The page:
What does it mean to be a free citizen in times of war and tyranny? What kind of education is needed to be a 'first' or leading citizen in a strife-filled country? And what does it mean to be free when freedom is forcibly opposed? These concerns pervade Thomas More's earliest writings, writings mostly unkwn, including his 280 poems, declamation on tyrannicide, coronation ode for Henry VIII and his life of Pico della Mirandola, all written before Richard III and Utopia. This book analyzes those writings, guided especially by these questions: Faced with generations of civil war, what did young More see as the causes of that strife? What did he see as possible solutions? Why did More spend fourteen years after law school learning Greek and immersed in classical studies? Why do his early works use vocabulary devised by Cicero at the end of the Roman Republic?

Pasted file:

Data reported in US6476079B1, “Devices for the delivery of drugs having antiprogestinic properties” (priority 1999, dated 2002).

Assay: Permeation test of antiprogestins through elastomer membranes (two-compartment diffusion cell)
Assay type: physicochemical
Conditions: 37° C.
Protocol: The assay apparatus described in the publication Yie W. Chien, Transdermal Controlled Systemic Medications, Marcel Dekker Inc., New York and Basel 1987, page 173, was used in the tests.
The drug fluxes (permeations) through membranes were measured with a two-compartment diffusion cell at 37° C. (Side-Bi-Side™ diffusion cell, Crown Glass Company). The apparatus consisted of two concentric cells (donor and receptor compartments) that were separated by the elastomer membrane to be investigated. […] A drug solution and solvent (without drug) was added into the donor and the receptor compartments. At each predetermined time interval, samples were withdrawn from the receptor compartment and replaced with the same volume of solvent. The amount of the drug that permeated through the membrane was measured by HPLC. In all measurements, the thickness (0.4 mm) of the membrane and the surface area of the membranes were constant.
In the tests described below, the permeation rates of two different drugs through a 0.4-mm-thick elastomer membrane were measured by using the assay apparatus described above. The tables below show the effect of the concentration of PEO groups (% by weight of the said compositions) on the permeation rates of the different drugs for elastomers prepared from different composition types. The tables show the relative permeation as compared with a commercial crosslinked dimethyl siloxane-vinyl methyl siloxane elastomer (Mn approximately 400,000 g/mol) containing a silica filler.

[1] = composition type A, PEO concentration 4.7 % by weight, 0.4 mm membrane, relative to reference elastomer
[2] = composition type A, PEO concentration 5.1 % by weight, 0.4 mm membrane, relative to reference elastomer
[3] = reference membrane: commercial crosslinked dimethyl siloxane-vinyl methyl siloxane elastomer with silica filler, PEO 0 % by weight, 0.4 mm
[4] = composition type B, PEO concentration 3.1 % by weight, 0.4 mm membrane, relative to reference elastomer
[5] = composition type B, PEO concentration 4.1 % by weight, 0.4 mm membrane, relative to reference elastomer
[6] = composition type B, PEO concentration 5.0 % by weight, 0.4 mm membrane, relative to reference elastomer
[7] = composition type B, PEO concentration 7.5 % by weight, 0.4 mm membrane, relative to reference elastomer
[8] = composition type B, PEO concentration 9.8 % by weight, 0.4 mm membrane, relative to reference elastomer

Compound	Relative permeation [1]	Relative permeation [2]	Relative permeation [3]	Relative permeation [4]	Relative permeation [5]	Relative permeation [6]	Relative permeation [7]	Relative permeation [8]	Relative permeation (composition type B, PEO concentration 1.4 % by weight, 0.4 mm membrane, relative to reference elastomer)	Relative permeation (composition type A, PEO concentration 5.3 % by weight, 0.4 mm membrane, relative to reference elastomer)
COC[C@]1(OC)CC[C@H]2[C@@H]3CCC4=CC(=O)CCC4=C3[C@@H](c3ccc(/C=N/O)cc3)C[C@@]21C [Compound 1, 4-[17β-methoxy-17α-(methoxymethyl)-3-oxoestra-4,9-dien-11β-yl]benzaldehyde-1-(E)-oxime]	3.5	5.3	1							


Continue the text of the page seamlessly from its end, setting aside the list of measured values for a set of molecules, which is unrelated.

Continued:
Gerard Wegemer is professor of literature at the University of Dallas and, since 2000, he has been the founding director of the Center for Thomas More Studies. Among his publications are A Thomas More Source Book, Thomas More on Statesmanship and Thomas More: A Portrait of Courage. He has served as an editor for Moreana, the international journal on Thomas More and his times. He is editing a paperback series of Thomas More's major works and has written articles and reviews on Thomas More, Shakespeare and Renaissance humanism in such journals as Renascence, Philosophy and Rhetoric, Review of Politics, Ben Jonson Journal and Moreana. Wegemer has master's degrees in political philosophy and in literature from Boston College and Georgetown University, respectively, and earned his doctorate in English literature from the University of Notre Dame.